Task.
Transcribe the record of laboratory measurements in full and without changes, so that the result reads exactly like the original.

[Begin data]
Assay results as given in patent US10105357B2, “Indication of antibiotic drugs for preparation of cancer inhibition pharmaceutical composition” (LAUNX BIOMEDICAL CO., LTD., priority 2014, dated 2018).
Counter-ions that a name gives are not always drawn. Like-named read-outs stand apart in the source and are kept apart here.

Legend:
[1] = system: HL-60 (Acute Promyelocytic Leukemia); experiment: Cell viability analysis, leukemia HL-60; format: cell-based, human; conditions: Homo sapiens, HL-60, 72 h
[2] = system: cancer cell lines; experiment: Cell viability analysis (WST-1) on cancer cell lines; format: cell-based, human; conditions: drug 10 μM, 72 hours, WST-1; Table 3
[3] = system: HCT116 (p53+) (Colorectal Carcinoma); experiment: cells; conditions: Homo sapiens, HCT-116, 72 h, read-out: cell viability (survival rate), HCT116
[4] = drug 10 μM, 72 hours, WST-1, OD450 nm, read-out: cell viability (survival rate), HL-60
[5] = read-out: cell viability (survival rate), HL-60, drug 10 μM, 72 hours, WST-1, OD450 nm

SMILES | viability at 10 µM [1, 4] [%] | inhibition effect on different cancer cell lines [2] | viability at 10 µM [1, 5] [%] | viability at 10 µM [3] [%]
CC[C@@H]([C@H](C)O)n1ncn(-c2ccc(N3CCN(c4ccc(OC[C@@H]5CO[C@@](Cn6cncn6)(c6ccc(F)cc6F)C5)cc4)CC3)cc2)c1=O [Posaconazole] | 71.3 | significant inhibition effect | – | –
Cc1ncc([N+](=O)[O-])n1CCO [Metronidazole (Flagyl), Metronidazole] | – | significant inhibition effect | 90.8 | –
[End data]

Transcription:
Assay results as given in patent US10105357B2, “Indication of antibiotic drugs for preparation of cancer inhibition pharmaceutical composition” (LAUNX BIOMEDICAL CO., LTD., priority 2014, dated 2018).
Counter-ions that a name gives are not always drawn. Like-named read-outs stand apart in the source and are kept apart here.

Legend:
[1] = system: HL-60 (Acute Promyelocytic Leukemia); experiment: Cell viability analysis, leukemia HL-60; format: cell-based, human; conditions: Homo sapiens, HL-60, 72 h
[2] = system: cancer cell lines; experiment: Cell viability analysis (WST-1) on cancer cell lines; format: cell-based, human; conditions: drug 10 μM, 72 hours, WST-1; Table 3
[3] = system: HCT116 (p53+) (Colorectal Carcinoma); experiment: cells; conditions: Homo sapiens, HCT-116, 72 h, read-out: cell viability (survival rate), HCT116
[4] = drug 10 μM, 72 hours, WST-1, OD450 nm, read-out: cell viability (survival rate), HL-60
[5] = read-out: cell viability (survival rate), HL-60, drug 10 μM, 72 hours, WST-1, OD450 nm

SMILES | viability at 10 µM [1, 4] [%] | inhibition effect on different cancer cell lines [2] | viability at 10 µM [1, 5] [%] | viability at 10 µM [3] [%]
CC[C@@H]([C@H](C)O)n1ncn(-c2ccc(N3CCN(c4ccc(OC[C@@H]5CO[C@@](Cn6cncn6)(c6ccc(F)cc6F)C5)cc4)CC3)cc2)c1=O [Posaconazole] | 71.3 | significant inhibition effect | – | –
Cc1ncc([N+](=O)[O-])n1CCO [Metronidazole (Flagyl), Metronidazole] | – | significant inhibition effect | 90.8 | –